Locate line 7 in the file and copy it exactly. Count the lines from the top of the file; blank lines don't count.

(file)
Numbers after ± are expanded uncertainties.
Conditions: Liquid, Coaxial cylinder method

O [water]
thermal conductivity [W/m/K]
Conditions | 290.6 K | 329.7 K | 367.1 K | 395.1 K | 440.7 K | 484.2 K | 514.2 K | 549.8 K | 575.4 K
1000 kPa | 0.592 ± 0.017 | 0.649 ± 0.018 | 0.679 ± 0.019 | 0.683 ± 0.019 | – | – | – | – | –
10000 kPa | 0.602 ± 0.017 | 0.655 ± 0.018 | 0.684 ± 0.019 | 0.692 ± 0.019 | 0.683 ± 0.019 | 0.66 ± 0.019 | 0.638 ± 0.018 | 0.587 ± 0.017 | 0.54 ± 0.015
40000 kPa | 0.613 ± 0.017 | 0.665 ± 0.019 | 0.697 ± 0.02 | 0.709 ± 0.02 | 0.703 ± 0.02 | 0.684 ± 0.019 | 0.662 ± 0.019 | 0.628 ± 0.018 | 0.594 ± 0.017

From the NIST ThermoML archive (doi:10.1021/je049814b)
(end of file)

10000 kPa | 0.602 ± 0.017 | 0.655 ± 0.018 | 0.684 ± 0.019 | 0.692 ± 0.019 | 0.683 ± 0.019 | 0.66 ± 0.019 | 0.638 ± 0.018 | 0.587 ± 0.017 | 0.54 ± 0.015